Think of the Children

This is not an original thought, but life seems to go through two distinct stages for people in more or less the same age group.  If you are not one of the participants in that stage, you tend to lose friends as they move the next. The stages begin after everyone has gotten through the post-high school years.

  • Everyone gets married/moves in together – you end up participating in a lot of weddings at this stage.  Friends you knew when they were dating each other now get married, or you become friends with the person your original friend marries/moves in with. You do things as a foursome or sixsome or other group divisible by two. If you are the unmarried friend, it can get awkward.
  • Everyone is having kids – after the above stage, your married/cohabitating friends start to have kids. Being with someone else got you into the club during the previous stage, but now to stay in the club you have to procreate. If not, you miss out on play dates, attending sporting events where you can commiserate about the coach, parent-teacher conferences, and a number of other events where the cost of admission is a child. As a result, the friends you were close to in the above stage start to drift away.

I’m sure there are other stages, but I haven’t lived long enough to identify them yet. I am married. I don’t have kids.  I’m not going to get into the why’s and wherefore’s of that because it, frankly, isn’t anyone’s business.

It’s not because I don’t like kids.  I do for the most part, unless you’re one of those people who take their kids to EVERYTHING, and I end up sitting in front of you and your six-year-old in an R-rated movie. Then my kid like-o-meter dips into the negative. Also, it seems to me that a lot of people are more interested in being their kid’s friend than their parent, so those kids develop into tornadoes of bad behavior and destruction.  Other than that I have no problem with kids or their parents.  I wish I could say the same was true in reverse.

I’m at the age now where one of the small-talk questions that get asked at corporate and social gatherings is “do you have kids?”  This is added to the list of small talk questions like: what do you do, where do you live, how about those Red Sox/Patriots/Bruins/whatever, and how’s your golf game (or some variation on that theme).  When I respond that I don’t have kids, I am often greeted with a response that would be the same as if I’d said “I don’t believe in bathing, it’s unhealthy.” The person sort of shifts uncomfortably from foot to foot and says “oh…ah…hmm” and mumbles something. I only follow football, so coupled with my lack of progeny and the fact that I don’t play golf, my ability to small talk with people is seriously hamstrung. Unless you’re interested in one of the esoteric and nerdly things I am, there’s not a lot of it happening.

So here are some of the things I wish I could say to people about not having kids that polite society does not give me the opportunity to say.  I’m not trying to offend anyone who may resemble these comments:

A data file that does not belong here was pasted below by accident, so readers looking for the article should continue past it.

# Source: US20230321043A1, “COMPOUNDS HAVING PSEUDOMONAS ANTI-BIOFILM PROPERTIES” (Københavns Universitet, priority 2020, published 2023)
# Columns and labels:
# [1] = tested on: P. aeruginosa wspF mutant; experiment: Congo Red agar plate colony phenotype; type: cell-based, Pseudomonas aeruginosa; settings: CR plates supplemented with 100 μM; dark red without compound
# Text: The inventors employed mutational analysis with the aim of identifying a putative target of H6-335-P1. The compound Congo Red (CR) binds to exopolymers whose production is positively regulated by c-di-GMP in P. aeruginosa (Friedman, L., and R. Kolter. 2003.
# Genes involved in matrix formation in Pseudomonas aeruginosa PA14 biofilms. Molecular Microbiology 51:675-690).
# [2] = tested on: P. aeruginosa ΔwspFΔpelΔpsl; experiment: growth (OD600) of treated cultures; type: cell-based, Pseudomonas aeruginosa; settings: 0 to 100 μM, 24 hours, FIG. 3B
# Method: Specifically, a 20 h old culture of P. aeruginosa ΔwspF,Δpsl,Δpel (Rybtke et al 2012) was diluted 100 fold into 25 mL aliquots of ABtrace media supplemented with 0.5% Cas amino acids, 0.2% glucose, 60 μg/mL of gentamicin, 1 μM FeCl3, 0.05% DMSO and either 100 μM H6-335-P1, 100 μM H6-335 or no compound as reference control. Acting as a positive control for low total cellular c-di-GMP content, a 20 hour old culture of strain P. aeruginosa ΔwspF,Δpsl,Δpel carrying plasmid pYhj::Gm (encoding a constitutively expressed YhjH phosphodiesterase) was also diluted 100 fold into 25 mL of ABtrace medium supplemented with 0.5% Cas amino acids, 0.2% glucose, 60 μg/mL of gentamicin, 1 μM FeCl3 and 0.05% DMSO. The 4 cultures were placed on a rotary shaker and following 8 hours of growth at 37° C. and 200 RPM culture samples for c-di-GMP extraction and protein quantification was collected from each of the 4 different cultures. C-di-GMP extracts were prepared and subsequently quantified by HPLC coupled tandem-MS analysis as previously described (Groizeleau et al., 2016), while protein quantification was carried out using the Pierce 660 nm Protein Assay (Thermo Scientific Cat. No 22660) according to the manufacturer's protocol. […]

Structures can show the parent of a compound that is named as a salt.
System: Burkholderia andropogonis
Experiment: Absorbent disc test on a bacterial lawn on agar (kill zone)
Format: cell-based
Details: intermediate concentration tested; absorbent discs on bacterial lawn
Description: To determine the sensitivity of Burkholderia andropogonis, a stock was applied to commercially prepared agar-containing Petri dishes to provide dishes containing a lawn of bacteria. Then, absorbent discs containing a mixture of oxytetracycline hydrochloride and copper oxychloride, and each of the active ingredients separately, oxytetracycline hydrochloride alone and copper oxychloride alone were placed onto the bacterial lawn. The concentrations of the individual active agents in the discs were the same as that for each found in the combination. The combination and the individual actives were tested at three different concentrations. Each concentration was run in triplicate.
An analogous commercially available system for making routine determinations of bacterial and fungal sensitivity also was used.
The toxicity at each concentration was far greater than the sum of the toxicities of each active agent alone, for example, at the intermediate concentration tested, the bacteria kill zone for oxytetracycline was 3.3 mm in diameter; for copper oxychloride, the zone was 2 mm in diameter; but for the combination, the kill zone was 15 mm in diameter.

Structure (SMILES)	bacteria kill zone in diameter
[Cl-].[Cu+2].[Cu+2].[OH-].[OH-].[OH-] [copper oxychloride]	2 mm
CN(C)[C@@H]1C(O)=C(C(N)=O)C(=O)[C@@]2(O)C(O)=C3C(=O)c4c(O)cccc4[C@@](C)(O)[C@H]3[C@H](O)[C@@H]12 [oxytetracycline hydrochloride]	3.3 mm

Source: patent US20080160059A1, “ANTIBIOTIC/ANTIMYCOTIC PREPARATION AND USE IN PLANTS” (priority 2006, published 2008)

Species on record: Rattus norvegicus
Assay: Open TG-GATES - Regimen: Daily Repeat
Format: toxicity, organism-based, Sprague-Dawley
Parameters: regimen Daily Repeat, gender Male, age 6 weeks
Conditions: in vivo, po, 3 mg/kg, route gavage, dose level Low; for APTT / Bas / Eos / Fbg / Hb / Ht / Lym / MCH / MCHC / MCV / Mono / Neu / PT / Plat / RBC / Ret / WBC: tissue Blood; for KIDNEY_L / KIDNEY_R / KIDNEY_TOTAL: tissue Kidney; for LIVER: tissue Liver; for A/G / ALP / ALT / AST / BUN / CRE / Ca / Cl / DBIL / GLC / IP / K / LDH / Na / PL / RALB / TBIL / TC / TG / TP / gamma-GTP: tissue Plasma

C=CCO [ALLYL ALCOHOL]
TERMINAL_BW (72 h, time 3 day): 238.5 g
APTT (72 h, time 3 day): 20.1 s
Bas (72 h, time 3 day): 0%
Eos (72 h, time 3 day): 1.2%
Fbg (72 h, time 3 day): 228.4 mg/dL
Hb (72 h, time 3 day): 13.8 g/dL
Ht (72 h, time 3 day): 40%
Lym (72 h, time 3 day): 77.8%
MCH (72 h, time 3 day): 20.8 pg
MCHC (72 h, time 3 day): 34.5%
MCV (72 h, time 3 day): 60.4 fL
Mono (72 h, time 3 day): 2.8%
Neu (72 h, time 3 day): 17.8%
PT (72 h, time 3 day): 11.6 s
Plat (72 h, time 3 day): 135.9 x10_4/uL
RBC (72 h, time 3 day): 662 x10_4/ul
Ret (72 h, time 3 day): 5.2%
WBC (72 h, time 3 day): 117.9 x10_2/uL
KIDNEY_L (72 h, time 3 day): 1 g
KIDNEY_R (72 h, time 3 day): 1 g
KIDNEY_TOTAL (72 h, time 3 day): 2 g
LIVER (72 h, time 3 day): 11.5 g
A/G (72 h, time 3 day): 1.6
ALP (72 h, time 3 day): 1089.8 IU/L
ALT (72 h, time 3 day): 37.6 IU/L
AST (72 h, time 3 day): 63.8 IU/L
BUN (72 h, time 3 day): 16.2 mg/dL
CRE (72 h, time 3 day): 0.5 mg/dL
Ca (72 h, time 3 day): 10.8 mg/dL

• Please stop acting as if I failed society by not having kids.  I believe you should have kids because you want to, not to give someone else grandchildren, great-grandchildren or nieces/nephews. As I look around, I see no shortage of them. In fact I see people who are having way more children than they really have the money, time or emotional maturity to have.  So that overage more than makes up for my deficit in this area. The earth is not going to run out of people any time soon.
  • I get a sense that people are jealous/envious of the fact that I don’t have kids. Or rather they are jealous of the extra time I have.  When I tell people what I did over the weekend, which usually amounts to whatever the heck I wanted to do, people tend to smile condescendingly and say “I remember when we could do that, but now we have kids,” or something to that effect. It’s like I’m playing hooky or something.  My perspective is that you presumably chose to have kids, or at least to allow the conditions that result in kids to occur.  Either way it’s on you.  So, yeah, I can travel where and when I want, I don’t have to worry about babysitters, practice schedules, lessons, after school programs, Summer camp, or whether the place I want to travel is ‘kid-friendly’ and has activities or not.  Sorry.
  • Just because I don’t have kids doesn’t mean that I lack maturity or some sort of significant life skill.  I went to more places and did more things before I turned 30 than a lot of people do in their entire lives. I have seen things that have caused me to grow and mature pretty fast. Having children may give you a set of experiences that differs from mine, but mine are not less important because they did not involve kids. Having children doesn’t automatically make you a mature adult either.  I’ve seen plenty of parents who don’t have the maturity to be a camp counselor for two weeks, never mind being responsible for a human being for life.

So these are things that I need to get off my chest, but I don’t see anybody else saying.  I don’t mean it to be offensive, because I have a lot of respect for people who raise happy, well-adjusted children –especially in today’s environment. I‘m tired of being treated like I’m selfish, have something lacking in me as a human or simply a freak. Growing up as a ‘nerd’ in the 80’s surely gave me good training to withstand that kind of treatment, but it does get old. Will I regret not having kids later in life?  Maybe. I kind of regret it now when I have to mow my own lawn.  But part of living is having regrets. You make your choices and have to live with them, and you’re not going to agree with the choices everyone else has made. I just wish that people would treat my life choices with the same respect they would like to receive from me regarding theirs.


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